The preclinical results with the XPO 1/CRM 1-dependent inhibitor (selinexor) are reported and show good synergy with carfilzomib (abstract #279). Results with panobinostat (abstract #1970) again show some promise in combinations with Velcade and dexamethasone. Rather surprisingly, the combination of bendamustine with Velcade plus dexamethasone shows really excellent results in the relapsed/refractory setting, with PFS median results of 10.8 months and overall survival median of 23 months (abstract #1971).
And there you have it! Not a lot dramatically new to add, but it is quite encouraging that several agents are continuing to move strongly forward in clinical trials.
As we move towards 2014, the ASH abstracts that will have the biggest impact are those which provide a better understanding of underlying biology and how to test for minimal residual disease (MRD) and risk factors, and those which provide insight into trigger factors and disease subtypes such as extramedullary disease and plasma cell leukemia.
Testing for Minimal Residual Disease (MRD) and MRD-Zero
Over 25 abstracts deal with minimal residual disease testing, monitoring, and risk assessment. Abstract #402 from the Salamanca/Pamplona team with Bruno Paiva as the lead author characterizes minimal residual disease at the immune and molecular level. In abstract #531, Paiva extends these observations by identifying and characterizing subclones which emerge during the course of treatment. This understanding of subclones which persist or emerge despite current novel therapy is key to developing more successful treatment and achieving MRD-Zero--the primary goal of the Black Swan Research Initiative (BSRI).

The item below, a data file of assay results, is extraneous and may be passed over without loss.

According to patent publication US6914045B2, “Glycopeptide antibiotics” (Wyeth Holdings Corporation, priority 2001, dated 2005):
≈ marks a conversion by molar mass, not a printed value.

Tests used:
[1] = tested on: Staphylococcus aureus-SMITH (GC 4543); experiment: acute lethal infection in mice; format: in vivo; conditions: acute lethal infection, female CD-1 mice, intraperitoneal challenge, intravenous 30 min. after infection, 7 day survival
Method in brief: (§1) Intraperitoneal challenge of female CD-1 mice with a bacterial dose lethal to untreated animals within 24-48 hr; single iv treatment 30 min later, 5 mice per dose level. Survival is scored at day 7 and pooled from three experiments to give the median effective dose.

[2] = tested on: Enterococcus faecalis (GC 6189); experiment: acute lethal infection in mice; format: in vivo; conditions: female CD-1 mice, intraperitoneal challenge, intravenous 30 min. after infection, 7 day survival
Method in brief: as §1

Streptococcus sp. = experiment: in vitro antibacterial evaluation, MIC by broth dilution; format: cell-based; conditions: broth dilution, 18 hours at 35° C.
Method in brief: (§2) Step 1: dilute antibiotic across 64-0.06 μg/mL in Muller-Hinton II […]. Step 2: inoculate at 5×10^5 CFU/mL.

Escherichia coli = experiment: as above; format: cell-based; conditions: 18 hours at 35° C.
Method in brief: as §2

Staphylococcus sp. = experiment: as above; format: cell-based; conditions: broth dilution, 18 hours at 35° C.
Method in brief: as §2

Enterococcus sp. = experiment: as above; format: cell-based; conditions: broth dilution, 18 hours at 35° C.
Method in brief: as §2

Quite a number of abstracts touch on the comparison of various methods to most accurately assess MRD-Zero. Another key abstract from Spain on this topic (#1848) compares flow and molecular techniques. Different aspects of risk and response assessment are covered in abstracts #762, #1841, #1842, #1868, #1878, #1902, #1936, #3126, #3152, #3223, #4290, #4647. Although DNA methods may be slightly more sensitive, a new flow technique may prove to be equally, if not, more sensitive, and has the advantage of allowing identification and molecular study of any residual clones. Hearing all the details at ASH will be very important. So much more to learn!